Walking around a Glasgow housing estate on a rare sunny day — where children play happily on their scooters in the green space nearby — you would never guess the horrors that took place here.
A group of five men and two women, addled by drugs, formed a sick child abuse ring that oversaw some of the most depraved crimes against children ever uttered in a courtroom.
There is nothing remarkable about the suburb, which we cannot name for legal reasons. But inside a run-of-the-mill family home there, which became known as the “beasty house” by victims, a group were plying children with alcohol and drugs while subjecting them to a seven-year campaign of sexual depravity.
On Tuesday, seven members of the ring were found guilty of abusing three children after Glasgow High Court heard how they held “child rape nights” inside the property, which became a drugs den where heroin and crack cocaine was used.
Iain Owens, 45, Elaine Lannery, 39, Lesley Williams, 41, Paul Brannan, 41, Scott Forbes, 50, Barry Watson, 47, and John Clark, 46, were all found guilty of rape and sexual assault.
Over a two-month trial, jurors heard horrifying details of their crimes, including the attempted murder of a girl who was put in a microwave, forced to eat dog food, and hung by her clothes from a nail, as well as being chased by people wearing a devil mask. Owens, Lannery, Williams and Brannan were also found guilty of attempted murder, however Clark was acquitted of the charge.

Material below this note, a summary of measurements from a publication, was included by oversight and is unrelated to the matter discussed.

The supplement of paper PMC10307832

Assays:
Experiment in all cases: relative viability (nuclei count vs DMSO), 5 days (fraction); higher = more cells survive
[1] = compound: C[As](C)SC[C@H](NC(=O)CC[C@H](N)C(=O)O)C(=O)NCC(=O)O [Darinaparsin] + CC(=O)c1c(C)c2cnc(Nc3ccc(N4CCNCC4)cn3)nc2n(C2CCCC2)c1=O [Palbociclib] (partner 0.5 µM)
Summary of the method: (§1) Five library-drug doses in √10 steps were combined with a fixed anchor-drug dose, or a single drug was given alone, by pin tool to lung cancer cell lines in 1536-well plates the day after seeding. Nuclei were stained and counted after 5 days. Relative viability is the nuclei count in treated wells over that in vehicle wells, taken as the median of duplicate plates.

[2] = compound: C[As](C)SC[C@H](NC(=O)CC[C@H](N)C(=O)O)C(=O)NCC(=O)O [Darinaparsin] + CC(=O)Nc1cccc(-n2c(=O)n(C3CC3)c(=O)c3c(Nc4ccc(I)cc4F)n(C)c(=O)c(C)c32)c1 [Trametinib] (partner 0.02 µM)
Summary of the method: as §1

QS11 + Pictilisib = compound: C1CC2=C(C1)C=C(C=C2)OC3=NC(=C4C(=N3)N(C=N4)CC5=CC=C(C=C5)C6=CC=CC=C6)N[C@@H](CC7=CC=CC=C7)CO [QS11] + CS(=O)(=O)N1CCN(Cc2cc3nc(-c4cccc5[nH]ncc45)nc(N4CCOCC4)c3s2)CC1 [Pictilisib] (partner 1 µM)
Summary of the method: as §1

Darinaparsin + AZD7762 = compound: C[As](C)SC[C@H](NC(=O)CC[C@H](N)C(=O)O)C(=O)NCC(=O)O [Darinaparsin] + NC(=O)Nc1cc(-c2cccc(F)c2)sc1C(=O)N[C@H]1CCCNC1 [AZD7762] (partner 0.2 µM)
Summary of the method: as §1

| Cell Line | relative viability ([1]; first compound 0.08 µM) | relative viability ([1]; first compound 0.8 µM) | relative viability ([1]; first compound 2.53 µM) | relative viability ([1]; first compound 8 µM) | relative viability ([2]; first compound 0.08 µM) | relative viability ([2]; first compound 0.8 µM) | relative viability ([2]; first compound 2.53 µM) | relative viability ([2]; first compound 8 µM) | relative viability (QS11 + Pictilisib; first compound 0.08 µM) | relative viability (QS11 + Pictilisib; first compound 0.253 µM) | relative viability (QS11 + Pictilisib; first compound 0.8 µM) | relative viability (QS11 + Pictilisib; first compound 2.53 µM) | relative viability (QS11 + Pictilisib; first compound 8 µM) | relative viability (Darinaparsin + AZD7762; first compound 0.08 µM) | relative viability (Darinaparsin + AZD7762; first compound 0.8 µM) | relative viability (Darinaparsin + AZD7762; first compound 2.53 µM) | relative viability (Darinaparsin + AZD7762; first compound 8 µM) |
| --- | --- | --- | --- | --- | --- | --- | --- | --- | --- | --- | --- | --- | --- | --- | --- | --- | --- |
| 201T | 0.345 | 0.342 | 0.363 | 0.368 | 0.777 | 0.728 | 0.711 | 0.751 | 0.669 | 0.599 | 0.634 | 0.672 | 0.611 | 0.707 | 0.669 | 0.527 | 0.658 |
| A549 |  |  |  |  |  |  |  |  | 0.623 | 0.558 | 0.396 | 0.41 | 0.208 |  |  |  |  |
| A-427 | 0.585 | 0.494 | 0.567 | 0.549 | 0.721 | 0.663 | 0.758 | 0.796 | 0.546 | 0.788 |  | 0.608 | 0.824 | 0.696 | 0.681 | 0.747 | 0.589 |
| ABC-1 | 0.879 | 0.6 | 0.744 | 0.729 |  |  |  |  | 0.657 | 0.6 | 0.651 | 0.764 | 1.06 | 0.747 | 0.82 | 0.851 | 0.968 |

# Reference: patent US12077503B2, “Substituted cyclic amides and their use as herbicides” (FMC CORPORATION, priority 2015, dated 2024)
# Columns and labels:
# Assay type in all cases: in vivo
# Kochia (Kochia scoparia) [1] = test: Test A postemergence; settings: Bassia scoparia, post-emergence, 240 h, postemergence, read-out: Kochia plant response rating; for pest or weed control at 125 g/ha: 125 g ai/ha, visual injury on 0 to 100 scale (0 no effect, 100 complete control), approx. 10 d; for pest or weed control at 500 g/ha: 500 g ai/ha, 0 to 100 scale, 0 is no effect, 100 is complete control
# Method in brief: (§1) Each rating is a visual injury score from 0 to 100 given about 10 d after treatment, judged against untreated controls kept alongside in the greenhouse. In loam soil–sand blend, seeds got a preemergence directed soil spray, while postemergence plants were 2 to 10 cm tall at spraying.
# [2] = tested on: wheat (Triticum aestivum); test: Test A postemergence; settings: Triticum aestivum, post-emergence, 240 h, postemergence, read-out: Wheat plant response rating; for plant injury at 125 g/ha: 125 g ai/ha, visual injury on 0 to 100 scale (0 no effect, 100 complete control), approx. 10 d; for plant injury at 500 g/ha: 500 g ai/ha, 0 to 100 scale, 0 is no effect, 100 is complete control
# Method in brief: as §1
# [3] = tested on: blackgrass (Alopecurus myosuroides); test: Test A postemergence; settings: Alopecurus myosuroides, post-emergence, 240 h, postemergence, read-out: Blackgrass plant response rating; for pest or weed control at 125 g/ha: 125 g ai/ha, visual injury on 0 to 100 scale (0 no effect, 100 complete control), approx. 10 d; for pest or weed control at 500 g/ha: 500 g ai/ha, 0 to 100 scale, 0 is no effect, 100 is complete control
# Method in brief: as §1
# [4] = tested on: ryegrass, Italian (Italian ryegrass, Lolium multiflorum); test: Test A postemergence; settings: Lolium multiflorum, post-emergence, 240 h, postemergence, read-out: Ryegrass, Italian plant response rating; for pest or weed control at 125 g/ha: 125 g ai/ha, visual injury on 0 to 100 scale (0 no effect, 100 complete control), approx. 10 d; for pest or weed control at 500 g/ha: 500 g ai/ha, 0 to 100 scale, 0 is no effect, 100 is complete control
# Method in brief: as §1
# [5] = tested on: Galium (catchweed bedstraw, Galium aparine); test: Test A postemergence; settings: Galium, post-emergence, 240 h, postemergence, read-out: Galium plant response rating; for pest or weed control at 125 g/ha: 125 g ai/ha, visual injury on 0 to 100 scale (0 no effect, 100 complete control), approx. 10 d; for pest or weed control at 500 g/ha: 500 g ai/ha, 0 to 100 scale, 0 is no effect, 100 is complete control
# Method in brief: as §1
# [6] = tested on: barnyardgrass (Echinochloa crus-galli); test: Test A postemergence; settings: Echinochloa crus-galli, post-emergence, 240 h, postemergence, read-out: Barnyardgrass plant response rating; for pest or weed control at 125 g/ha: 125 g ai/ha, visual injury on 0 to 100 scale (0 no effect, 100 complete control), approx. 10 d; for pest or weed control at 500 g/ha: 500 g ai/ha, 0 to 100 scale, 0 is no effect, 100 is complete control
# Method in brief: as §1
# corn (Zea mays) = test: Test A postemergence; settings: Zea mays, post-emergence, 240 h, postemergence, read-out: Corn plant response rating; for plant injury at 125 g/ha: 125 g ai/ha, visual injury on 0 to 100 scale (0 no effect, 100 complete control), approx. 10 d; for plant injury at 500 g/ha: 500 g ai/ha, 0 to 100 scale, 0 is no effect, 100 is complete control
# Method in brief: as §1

A further three people — Mark Carr, 49, Richard Gachagan, 45, and Leona Laing, 50 — were acquitted of all counts, while an eleventh accused, Marianne Gallagher, 38, was convicted of assault but cleared of all other charges and bailed.
Jurors heard how five of the group made one child dress in lingerie and “dance in a sexualised manner” on various occasions between 1 October 2018 and 19 June 2019, before she was raped by male members of the group.
Instead of intervening to protect the youngsters, the women clapped, cheered and encouraged the abuse, with some filming the attack, the court heard.
In another horrifying charge, a young child was restrained in her cot as men raped her, while others cheered and took video recordings, the court heard. Children were also forced to repeatedly sexually abuse each other with household items.
Owens, Williams and Brannan were also found guilty of drugs offences for supplying diamorphine and cocaine.
Locals in the Glaswegian suburb where much of the abuse took place reacted with horror, confusion and anger.
When the horrific nature of the allegations first surfaced, angry locals staged a protest outside one of accused’s block, chasing him from his home. He died before the case went to trial.
Three others including Maureen Goudie, Steven McHendrie and Robert Brown were named on the original indictment as being involved in a number of the charges, but court papers said they are now deceased.
One resident told The Independent: “Everyone has reacted with shock and disgust. We can’t believe that it’s happened on our doorstep. It makes me feel sick to my stomach that I used to know one of them.”
In court, a neighbour who stepped foot inside the property where most of abuse was carried out described it as “dirty”, with black bin bags piled on the sofa and nicotine stains on the blinds.